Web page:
And so they become, you know, I hear people say like, they're my right hand person or my online business manager and I couldn't do it without them. It's probably time to make them an employee. You know, if you count, if you catch yourself saying that kind of thing about someone on your team you know, it's not as scary as it used to be.

Go get gusto and put 'em on, set up payroll and make it legit. Get worker's comp, get unemployment insurance set up you know, kind of do those basic HR things, get that under control. And then you are, then you're, then you're covered and you're doing things the right way. And you can run your payroll every month and probably by that point you've already running payroll on yourself cuz you've already, probably already become an S corp cuz your accountant has told you that you should, cuz you'll save a bunch of taxes.

And that should be kind of the format. And so it's something that you need to have your eye on. And I've seen a lot of online business owners that get in the weeds. I'm just getting in trouble because they don't talk to their accountant until the end of the year. Right. And they've hired lots of people, or grown or had an amazing launch and they realize like, oh shoot, all these people probably need to be employees, right?

Because of what they're doing and the nature of their work and stuff. And so, and it also depends a little bit on where you live. If you live in California, I'd be much more concerned about this than if you lived in Texas or Idaho or Utah or something else because yeah, those states are just way.

Way more bold and I'm concerned with making sure that they're getting money for, to support their payroll tax system. So, yeah.

Bryan McAnulty: All right, great. All right, well, I've got one more question for you. Yeah. And that is, if you have any questions that you would consider to ask our audience, we'd like to have every guest ask a question to the audience.

It could be something that you're just genuinely curious about. It could be something that's more of like an introspective thing you want everybody to think about. So if you could ask our audience anything, what would that be?

Brittany Ratelle: Yeah. And I, I think this is really cool. I don't think I've ever had to do this for a podcast for any of my interviews that I've done before.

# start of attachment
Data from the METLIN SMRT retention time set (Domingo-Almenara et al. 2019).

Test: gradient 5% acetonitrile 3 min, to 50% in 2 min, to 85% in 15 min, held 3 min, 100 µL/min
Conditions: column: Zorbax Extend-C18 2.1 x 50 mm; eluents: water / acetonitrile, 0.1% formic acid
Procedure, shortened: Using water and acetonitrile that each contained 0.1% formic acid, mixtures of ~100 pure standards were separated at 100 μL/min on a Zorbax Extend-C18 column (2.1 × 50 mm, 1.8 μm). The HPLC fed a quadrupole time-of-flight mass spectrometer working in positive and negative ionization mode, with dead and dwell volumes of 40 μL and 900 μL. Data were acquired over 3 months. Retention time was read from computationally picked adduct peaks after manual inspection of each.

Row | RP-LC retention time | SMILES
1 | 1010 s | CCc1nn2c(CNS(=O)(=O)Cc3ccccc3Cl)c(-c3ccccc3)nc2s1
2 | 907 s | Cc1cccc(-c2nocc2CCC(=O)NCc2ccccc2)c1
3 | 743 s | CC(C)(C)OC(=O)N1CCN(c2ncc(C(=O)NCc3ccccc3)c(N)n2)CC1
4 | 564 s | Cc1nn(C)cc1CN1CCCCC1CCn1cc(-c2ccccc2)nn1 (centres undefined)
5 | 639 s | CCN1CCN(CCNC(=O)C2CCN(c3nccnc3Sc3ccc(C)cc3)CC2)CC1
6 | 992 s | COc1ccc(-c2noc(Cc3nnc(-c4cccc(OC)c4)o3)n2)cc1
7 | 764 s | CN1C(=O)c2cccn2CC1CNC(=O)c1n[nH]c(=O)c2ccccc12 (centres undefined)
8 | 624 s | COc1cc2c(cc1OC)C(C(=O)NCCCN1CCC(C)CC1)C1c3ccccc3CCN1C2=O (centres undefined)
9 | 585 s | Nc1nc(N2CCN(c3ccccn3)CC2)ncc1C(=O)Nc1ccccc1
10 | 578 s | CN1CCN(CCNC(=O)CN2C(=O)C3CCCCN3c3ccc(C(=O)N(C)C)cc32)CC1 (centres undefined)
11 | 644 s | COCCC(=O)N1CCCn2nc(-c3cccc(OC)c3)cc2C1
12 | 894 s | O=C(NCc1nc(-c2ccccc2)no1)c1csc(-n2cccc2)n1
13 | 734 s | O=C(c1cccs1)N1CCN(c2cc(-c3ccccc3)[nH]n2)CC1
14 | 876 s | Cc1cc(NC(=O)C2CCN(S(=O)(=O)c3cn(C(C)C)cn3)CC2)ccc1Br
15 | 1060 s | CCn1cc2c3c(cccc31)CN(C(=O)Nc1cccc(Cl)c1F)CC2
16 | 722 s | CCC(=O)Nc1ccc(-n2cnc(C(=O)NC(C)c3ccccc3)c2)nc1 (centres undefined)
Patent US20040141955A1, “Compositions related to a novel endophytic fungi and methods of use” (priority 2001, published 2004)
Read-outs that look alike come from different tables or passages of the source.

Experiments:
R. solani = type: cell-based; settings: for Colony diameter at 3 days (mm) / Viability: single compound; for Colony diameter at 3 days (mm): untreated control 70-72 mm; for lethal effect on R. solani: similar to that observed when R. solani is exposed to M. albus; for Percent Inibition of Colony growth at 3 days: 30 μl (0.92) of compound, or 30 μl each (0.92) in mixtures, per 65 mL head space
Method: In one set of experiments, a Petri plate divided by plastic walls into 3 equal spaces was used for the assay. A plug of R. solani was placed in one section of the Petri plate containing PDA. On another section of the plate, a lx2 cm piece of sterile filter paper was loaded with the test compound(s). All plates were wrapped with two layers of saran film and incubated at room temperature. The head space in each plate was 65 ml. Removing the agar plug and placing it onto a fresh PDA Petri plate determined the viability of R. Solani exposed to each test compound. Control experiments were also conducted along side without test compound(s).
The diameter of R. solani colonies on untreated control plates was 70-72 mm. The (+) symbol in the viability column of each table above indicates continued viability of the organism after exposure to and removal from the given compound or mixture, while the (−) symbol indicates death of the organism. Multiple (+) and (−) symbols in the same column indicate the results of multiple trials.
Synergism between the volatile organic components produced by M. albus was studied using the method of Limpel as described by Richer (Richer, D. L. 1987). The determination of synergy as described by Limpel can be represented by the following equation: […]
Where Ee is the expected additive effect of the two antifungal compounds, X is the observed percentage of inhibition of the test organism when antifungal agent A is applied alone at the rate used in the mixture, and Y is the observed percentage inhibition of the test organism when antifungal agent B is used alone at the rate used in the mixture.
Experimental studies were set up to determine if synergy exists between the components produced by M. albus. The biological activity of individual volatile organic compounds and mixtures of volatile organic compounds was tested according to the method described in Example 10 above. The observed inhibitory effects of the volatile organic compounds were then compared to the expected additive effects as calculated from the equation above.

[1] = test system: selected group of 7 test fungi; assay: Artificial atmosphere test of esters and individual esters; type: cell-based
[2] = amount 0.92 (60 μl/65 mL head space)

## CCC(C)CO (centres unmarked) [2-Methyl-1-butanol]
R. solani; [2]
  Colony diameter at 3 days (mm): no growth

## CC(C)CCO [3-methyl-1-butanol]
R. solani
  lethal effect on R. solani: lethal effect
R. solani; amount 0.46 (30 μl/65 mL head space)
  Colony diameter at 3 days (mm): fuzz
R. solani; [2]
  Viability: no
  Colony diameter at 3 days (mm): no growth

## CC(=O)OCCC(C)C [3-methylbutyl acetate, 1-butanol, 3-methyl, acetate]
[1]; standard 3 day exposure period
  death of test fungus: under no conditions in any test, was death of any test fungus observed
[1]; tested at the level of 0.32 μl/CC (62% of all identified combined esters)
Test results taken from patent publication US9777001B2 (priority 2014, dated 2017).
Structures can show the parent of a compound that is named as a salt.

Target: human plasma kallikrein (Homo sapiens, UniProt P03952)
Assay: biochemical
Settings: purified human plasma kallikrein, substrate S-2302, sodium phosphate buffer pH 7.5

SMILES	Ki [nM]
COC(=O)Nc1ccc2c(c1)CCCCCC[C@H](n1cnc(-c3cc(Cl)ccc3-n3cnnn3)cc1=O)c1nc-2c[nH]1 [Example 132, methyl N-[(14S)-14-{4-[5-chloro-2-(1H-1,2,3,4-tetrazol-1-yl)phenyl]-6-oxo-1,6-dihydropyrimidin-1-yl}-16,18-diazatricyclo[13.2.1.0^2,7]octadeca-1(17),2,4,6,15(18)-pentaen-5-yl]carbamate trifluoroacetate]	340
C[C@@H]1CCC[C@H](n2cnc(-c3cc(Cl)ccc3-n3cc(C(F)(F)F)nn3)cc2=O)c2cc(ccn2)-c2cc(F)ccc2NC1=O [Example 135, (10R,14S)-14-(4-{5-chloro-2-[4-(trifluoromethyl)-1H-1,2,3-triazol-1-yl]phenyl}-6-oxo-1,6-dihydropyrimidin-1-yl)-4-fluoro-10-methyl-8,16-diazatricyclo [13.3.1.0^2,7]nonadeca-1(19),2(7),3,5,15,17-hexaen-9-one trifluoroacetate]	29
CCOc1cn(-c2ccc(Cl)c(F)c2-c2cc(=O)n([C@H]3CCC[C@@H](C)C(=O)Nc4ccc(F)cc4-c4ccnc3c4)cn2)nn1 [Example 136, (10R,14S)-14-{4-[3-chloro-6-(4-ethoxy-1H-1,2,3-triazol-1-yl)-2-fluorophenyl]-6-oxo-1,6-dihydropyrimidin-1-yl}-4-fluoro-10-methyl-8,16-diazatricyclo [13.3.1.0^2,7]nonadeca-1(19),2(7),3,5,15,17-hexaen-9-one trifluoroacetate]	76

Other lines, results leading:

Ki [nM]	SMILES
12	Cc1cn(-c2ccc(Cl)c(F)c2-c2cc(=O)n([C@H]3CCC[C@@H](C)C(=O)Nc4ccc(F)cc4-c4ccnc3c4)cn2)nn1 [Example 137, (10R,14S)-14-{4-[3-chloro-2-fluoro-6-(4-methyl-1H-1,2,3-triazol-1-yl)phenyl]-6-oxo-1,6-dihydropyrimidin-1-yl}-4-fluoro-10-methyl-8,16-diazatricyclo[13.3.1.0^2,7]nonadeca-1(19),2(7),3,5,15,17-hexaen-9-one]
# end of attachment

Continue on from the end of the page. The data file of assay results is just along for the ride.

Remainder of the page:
So I think my question that I would ask for people is what do you feel called to do and to share that only you can, that only you can do. And so it is one of those introspective questions, but I think it's a great way to remind ourselves going back to the beginning of like, What's special and unique about our talents and gifts, about what we're seeing and how we can add value to the world, and how we can do that with our online course and what we're teaching and trying, and really the, the result that we wanna get people, because it's not about the content, it's about the result at the end of it, right?

We wanna take people from a and we want to help them turn into b and So what do you feel called to do? And if so, then I hope people have the confidence to just get started on that path. Knowing that we all learn and there's a lot to learn as an online business owner. I say if you want to stretch as a person you should, you can become a parent or you can become an entrepreneur.

They're like upper level adulting classes. Like you will learn more about yourself. Because it's this, this self-reflection mirror that will stretch you in some really cool and interesting ways. And so I'm just excited and and so grateful to be in an industry where I get to see people be making that and making those investments in themselves and learning so much about themselves and about how they can better serve the world and why.

What an incredible time, right? Where we have the options to do that. You know, the gatekeeping has been lowered so that there's so much more opportunities for people who have expertise and a gift and wanna share and help other people learn how to do something, can do that through online marketplaces.

So, and online tools. Awesome.

Bryan McAnulty: That is so well said. One of the first things we tell Creator's as well is think about that result that you're gonna provide your clients. And I, I really like also thinking about what is. Is unique to you and, and your experiences, not only for what you're going to base your business around, but also to give yourself confidence that if you're really new to this, you're trying to come up with an idea and you're worried about saying like, oh, there's these competitors.